I remember the day I got my first credit card. I was a sophomore at NYU and a bunch of credit card companies set up on campus offering cheap gifts in exchange for a seemingly small commitment. I left Washington Square Park with an ugly t-shirt, a King-sized Kit Kat, and two credit cards. Signing up for the cards made me feel like an adult, but in hindsight it was more like Ariel selling her voice/soul to Ursula so she could get some dumb legs. OK, maybe that’s a little dramatic, but the truth is that credit cards, when abused, can prompt you to spend more and spiral into debt. While my relationship with credit has slowly improved over time, and I pay my bills in full almost every month, I’m still a little more loosey-goosey with spending when I’ve got plastic in my pocket. I’ll throw away $50 on dinner when I mean to spend $20, or drop a mint at Sephora. I’m a freelance writer living in a big city, and although I’m married and my husband brings in a decent salary, I’m nowhere near being the idle rich to which I aspire, so those splurges add up. When I saw that my recent credit card bills were getting bigger and bigger, I decided to get rid of my cards for a week and rely strictly on cash instead, to see if it would help curb my spending.
Monday: Setting a budget
First, I had to figure out how much money I wanted to spend during the week. Since I was hit kinda hard by taxes, I needed to drastically decrease my spending. I can easily fly through $400 in a week so I thought, why don’t I challenge myself with a limit of half that ($200)? I know it’s not nothing, but for me, a city girl who eats out frequently and loves to impulse-buy all the candles at Anthropologie, it would require real effort. I withdrew the cash and said a small prayer.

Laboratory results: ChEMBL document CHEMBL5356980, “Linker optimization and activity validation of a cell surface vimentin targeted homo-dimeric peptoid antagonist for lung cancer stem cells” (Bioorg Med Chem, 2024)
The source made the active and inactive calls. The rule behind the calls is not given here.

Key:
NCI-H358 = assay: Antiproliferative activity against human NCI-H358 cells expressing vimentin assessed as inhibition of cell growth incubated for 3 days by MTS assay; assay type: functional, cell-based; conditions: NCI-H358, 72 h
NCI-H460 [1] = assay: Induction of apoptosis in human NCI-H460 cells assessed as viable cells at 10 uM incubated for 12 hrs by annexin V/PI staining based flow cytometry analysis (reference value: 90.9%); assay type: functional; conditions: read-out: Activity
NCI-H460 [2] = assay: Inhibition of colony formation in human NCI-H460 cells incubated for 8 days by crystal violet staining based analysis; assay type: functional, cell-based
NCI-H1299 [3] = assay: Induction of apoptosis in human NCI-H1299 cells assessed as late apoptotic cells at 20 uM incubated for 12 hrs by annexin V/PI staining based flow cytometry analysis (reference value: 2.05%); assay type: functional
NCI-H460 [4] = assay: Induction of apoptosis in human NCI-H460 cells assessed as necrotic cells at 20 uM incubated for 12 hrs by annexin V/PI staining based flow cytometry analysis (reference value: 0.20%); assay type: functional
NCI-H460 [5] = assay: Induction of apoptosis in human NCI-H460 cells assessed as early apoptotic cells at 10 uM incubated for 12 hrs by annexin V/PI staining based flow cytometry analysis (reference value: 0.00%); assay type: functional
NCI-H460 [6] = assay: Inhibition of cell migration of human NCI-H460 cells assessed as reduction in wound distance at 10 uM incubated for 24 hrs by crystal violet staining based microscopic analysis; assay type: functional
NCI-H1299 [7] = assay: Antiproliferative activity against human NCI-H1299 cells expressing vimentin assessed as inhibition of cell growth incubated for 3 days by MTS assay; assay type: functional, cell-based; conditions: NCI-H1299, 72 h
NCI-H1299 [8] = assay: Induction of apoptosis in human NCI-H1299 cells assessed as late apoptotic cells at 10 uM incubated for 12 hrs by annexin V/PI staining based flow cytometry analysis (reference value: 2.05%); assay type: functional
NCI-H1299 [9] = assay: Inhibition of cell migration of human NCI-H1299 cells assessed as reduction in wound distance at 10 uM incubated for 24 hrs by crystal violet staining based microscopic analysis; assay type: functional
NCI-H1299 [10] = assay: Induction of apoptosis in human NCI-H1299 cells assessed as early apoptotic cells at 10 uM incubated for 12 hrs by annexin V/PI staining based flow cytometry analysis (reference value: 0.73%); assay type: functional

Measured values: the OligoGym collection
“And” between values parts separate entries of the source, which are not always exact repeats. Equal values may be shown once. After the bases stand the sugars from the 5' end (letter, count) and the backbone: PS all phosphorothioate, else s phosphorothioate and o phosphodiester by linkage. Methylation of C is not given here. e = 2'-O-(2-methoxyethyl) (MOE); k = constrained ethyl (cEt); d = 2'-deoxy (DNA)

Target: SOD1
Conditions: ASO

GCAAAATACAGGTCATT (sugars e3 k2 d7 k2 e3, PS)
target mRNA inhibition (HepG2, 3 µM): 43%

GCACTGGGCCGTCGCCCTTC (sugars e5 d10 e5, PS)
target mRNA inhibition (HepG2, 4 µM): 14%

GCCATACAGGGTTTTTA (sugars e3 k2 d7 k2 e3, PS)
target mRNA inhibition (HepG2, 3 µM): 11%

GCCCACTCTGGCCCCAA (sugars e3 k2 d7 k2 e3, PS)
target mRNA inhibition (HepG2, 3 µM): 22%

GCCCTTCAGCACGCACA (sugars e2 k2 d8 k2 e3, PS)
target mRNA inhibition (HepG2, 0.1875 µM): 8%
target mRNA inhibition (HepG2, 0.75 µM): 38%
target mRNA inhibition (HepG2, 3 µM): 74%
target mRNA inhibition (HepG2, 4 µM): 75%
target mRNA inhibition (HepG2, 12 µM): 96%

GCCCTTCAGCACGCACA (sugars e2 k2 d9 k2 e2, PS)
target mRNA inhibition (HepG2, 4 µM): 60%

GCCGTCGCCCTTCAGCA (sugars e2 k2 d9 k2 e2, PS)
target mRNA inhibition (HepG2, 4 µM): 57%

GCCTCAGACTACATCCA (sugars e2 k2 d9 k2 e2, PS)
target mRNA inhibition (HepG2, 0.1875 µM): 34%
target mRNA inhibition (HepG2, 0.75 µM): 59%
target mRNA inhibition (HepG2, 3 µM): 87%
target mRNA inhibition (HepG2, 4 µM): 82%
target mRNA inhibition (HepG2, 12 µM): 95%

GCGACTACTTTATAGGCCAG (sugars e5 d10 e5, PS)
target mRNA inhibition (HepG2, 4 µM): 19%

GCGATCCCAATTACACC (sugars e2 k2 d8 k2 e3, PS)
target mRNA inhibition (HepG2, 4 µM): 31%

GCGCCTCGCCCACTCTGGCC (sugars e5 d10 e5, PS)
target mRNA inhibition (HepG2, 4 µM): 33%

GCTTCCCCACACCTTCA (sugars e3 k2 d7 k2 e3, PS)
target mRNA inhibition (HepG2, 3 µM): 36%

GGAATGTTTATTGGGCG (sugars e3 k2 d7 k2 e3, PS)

The expenses quickly started piling up. An oat milk latte and vegan scone at the cafe down the street set me back $12.50. I decided to park it and work on a few freelance assignments. By lunchtime, I started eyeing their special, a vegan Cobb salad–I’m vegan and Cobb salads were my favorite food before I went vegan. It was delicious and even at $15, it was worth every penny. I planned to work for a few more hours, but was a little sleepy after my feast, so I walked home instead, passing a few of my favorite clothing stores on the way. I told myself I wouldn’t walk into any, but one place had a sale rack out front. “What’s the harm in browsing?” I asked myself, foolishly. I found the perfect dress to wear to a wedding the following weekend and it was mega marked down to only $60, including tax! How could I resist?! Quick answer: I didn’t. I felt so great for about ten minutes, and then regret set in. I turned around to return the dress but was welcomed with a sign that said, “All sales final.” Ouch.